Fruitland woman says Afghan-American friend and family have escaped Kabul

Ann Marie McCarthy says Najwa Naderi is safe at Germany's Ramstein Air Base

Mike Easterling
Farmington Daily Times
  • Naderi and her family apparently were flow out of Kabul late last week.
  • Naderi is the in-country manager for Nowzad, an internationally known animal welfare organization.
  • Naderi is an Afghan-American citizen and apparently hopes to be reunited with her sister, who lives on Long Island.

FARMINGTON — A Fruitland woman behind an intense effort to help a family trying to flee Afghanistan is a little more relaxed this week after finding out that her friend, an Afghan-American woman in Kabul, was evacuated from the country last week with her husband and child.

Former U.S. Army Reservist Ann Marie McCarthy spent most of last week lobbying U.S. officials to help the woman and her family leave Kabul, where the situation has become chaotic since the fall of the Afghan government and the takeover by the Taliban.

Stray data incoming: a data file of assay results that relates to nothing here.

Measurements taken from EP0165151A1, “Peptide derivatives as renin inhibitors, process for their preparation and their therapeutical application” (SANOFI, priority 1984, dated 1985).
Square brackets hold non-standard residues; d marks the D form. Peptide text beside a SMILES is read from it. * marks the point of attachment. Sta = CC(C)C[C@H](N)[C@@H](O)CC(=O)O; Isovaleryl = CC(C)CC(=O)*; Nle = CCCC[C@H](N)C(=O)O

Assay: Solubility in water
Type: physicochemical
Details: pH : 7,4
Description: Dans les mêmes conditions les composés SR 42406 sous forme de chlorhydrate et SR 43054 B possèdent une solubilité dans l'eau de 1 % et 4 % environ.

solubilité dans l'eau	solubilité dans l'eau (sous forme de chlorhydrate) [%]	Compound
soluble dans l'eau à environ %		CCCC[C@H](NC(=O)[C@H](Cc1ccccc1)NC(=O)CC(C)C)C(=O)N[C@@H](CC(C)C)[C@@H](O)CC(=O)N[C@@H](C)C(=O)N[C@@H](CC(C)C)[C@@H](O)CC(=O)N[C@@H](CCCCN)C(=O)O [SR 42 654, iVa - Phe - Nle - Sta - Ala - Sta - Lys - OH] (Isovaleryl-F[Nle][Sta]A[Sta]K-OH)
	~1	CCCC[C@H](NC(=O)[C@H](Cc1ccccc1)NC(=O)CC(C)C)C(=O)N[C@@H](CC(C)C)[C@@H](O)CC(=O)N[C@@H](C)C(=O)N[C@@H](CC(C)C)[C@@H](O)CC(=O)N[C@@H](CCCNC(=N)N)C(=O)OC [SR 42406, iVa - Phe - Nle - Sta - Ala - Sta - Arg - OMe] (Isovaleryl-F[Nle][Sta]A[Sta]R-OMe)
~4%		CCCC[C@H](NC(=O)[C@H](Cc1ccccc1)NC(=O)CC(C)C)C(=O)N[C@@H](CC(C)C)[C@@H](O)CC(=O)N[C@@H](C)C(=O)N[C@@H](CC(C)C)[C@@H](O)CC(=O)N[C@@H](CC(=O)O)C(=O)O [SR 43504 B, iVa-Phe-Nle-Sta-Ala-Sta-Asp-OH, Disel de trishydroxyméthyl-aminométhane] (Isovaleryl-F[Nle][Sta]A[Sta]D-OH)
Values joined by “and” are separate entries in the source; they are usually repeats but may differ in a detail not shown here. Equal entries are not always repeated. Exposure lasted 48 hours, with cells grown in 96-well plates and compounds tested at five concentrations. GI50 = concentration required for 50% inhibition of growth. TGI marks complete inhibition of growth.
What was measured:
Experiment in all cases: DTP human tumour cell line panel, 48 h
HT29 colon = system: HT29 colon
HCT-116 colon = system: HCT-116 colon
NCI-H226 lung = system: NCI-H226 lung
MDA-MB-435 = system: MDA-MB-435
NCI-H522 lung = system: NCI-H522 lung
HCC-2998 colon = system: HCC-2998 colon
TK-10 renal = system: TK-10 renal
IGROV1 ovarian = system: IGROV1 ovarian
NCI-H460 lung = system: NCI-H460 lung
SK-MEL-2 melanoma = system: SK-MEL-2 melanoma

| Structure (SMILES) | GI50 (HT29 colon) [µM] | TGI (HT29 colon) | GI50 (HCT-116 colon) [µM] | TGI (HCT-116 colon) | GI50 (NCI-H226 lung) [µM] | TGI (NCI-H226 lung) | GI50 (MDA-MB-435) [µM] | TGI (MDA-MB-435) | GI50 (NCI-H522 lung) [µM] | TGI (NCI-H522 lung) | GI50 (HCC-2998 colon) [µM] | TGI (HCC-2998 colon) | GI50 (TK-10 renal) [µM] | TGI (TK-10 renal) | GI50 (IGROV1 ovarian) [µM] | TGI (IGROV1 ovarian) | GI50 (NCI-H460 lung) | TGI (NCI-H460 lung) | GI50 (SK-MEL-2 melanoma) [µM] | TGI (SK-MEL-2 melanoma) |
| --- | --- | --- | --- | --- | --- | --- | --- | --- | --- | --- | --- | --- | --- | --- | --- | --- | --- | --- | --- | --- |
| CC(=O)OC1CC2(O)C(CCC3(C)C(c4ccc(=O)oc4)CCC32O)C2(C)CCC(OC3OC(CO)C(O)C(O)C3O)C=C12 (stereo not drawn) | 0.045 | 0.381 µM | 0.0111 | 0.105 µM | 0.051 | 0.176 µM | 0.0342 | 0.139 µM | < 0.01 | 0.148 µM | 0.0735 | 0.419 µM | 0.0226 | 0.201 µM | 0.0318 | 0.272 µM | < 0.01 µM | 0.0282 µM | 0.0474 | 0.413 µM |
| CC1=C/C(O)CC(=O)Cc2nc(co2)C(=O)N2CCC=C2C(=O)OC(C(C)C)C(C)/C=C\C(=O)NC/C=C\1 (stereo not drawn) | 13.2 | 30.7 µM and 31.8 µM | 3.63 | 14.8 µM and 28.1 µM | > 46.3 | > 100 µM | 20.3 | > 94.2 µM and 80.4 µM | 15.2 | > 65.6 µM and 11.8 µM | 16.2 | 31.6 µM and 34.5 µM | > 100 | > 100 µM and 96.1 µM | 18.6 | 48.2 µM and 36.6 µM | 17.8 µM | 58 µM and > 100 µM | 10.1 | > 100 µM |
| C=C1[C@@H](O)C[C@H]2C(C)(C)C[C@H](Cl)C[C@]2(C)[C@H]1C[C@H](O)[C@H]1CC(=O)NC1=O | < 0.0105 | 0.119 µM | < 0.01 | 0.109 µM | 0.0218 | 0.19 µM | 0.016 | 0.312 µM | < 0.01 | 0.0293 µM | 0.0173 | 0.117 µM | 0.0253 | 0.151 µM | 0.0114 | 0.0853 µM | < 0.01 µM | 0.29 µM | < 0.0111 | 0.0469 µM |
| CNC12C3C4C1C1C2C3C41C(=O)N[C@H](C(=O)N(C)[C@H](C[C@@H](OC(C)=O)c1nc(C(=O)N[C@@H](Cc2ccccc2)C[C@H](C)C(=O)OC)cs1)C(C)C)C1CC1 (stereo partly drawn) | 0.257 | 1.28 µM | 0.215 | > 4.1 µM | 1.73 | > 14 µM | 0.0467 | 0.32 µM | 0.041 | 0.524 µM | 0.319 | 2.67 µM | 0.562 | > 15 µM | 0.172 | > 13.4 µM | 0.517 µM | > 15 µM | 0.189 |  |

Animal rescue worker Najwa Naderi; Najwa's husband, Mirnais; and their son, Ibrahim, were flown out of the Afghan capital late last week, said McCarthy, a recently retired nurse practitioner who spent six years in the U.S. Army Reserve and decades working for the U.S. Public Health Service.

Najwa Naderi had feared for her safety and that of her family after spending years working as the in-country manager for Nowzad, the internationally known, Kabul-based animal rescue operation founded and led by former British marine commando Pen Farthing.

McCarthy and Naderi became acquainted in 2017 when McCarthy adopted the first of two dogs from the organization, and she and Naderi have maintained their friendship since that time.

Afghan-American refugee Najwa Naderi sent this photo from the camp that has been set up at Ramstein Air Base in Germany where she and her family were taken after their evacuation from Kabul last week.